From a pathologist’s point of view, aggressive cancers look totally similar to harmless subtypes in the beginning of development. As a consequence, the patients will be at high risk of overtreatment in the majority of cases where prostate cancer is detected. We urgently need new tools and markers to sort out the potentially dangerous types of prostate cancer from the non-dangerous in early disease. Most importantly, this will save the patients from reduced quality of life due to unnecessary surgical interventions, and also be economically beneficial for society.
Filed under Cancer, Research
Blogger: Siver Moestue
During last years “Movember” – an annual month-long event involving the growing of moustaches during the month of November to raise awareness of prostate cancer – the Movember Foundation and associated charities raised 839 million NOK worldwide.
As a result, the Norwegian Cancer Society (Movember’s collaborator in Norway) distributed NOK 3.6 mill to research on prostate cancer in Norway. One of the two projects receiving support is a project led by Prof. Tone Frost Bathen (MR Cancer Group, ISB) and Prof. Anders Angelsen (Dept. of Surgery, St. Olavs Hospital and NTNU). The project is entitled “PET/MR imaging for improved diagnosis and personalized treatment in prostate cancer”.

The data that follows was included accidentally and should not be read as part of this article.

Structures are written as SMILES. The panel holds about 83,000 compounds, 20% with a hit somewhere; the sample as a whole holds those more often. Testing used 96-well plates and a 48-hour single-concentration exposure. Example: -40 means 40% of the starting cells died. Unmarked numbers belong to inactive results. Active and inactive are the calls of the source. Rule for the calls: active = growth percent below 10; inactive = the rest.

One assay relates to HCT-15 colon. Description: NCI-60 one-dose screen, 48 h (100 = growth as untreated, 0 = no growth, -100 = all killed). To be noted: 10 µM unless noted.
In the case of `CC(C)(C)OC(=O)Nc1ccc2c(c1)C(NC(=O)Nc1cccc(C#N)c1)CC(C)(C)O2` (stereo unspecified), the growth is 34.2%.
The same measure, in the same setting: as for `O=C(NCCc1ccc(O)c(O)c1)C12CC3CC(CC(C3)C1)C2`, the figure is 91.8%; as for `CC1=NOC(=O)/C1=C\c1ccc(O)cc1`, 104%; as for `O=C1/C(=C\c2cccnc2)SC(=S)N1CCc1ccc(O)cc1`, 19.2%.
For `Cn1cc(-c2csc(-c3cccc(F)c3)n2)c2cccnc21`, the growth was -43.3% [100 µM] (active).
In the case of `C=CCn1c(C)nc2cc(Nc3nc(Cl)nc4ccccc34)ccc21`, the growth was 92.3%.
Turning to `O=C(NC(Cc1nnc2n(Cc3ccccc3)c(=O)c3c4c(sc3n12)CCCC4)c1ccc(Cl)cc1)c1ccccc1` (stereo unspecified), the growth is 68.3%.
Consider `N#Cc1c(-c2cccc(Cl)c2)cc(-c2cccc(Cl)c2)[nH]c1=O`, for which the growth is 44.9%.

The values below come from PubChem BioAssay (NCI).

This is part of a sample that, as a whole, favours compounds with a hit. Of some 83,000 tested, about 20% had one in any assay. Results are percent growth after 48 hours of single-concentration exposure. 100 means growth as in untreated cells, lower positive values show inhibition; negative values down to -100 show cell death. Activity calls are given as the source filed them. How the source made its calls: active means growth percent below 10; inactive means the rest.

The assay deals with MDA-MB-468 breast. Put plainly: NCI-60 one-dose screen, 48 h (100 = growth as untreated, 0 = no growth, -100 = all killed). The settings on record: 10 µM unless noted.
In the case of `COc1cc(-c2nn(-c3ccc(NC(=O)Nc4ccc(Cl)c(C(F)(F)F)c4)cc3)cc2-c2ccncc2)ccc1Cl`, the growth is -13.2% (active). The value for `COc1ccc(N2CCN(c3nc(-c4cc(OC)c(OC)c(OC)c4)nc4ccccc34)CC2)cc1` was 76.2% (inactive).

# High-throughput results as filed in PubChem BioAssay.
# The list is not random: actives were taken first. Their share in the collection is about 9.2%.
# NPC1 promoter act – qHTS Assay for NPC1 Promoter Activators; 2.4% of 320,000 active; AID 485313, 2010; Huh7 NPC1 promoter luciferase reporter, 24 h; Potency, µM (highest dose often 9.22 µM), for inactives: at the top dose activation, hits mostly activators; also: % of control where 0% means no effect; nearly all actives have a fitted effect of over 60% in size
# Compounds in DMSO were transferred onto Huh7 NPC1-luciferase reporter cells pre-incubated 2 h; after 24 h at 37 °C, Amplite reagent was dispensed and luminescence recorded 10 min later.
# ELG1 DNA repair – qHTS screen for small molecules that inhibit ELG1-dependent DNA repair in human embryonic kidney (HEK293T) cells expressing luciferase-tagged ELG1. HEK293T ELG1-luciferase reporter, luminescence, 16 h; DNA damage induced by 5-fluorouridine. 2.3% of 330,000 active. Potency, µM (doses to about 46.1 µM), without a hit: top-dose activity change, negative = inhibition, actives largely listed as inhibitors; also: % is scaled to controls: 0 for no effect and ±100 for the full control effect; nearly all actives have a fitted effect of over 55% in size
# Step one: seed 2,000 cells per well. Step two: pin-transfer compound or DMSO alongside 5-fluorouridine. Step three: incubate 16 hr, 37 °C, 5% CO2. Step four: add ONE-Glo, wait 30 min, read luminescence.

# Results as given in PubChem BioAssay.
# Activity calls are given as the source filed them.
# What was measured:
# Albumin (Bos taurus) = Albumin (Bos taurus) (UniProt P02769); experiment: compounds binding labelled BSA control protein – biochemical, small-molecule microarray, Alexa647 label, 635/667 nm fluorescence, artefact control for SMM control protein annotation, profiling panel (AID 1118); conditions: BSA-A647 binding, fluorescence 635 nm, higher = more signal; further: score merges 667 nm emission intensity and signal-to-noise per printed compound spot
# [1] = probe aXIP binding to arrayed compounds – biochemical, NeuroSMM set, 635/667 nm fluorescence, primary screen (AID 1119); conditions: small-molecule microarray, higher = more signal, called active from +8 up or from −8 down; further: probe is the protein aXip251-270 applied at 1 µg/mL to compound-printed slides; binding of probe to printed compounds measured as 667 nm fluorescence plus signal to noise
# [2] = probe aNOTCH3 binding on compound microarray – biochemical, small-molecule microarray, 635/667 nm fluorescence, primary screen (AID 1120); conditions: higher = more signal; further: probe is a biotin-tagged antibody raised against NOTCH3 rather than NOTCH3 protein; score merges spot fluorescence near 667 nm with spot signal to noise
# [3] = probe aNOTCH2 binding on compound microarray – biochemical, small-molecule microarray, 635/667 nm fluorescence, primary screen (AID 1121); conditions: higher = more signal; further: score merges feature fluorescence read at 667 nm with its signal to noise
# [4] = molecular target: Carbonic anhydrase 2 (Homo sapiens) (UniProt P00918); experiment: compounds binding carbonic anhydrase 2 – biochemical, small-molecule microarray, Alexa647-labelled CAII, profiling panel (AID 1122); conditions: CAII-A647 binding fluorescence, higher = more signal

.. we are highly grateful for the support from the Movember Foundation and all those who contribute by growing a moustache or make a donation to somebody who did.
This funding (NOK 1.2 mill) will be used to conduct a clinical trial in patients with suspected recurrence after prostate cancer surgery. This is a patient group where rapid and accurate diagnostic procedures are needed to improve the outcome of the disease.
In collaboration with the Dept. of Radiology at St. Olavs Hospital, we will compare the diagnostic performance of PET/MR imaging with that of the current diagnostic procedures (CT + bone scintigraphy). A novel radiotracer, 18FACBC, will be used as its pharmacokinetic profile is suitable for imaging of the pelvic area.
Using PET/MR as a “one-stop-shop” can potentially simplify patient logistics, thereby shortening the time needed for re-staging the disease.
In addition, this tracer can also detect skeletal metastases, and we can therefore compare the sensitivity of PET/MR imaging to that of bone scintigraphy. Our hypothesis is that PET/MR imaging both can provide more accurate clinical information and reduce the number of different examinations the patients need to go through. Using PET/MR as a “one-stop-shop” can potentially simplify patient logistics, thereby shortening the time needed for re-staging the disease.
The project team believes that the multidisciplinary approach and the use of new technology will contribute to improved health services for prostate cancer patients, and we are highly grateful for the support from the Movember Foundation and all those who contribute by growing a moustache or make a donation to somebody who did. For more information on the study, contact Prof. Tone F. Bathen or Prof. Anders Angelsen.
Filed under Cancer, Research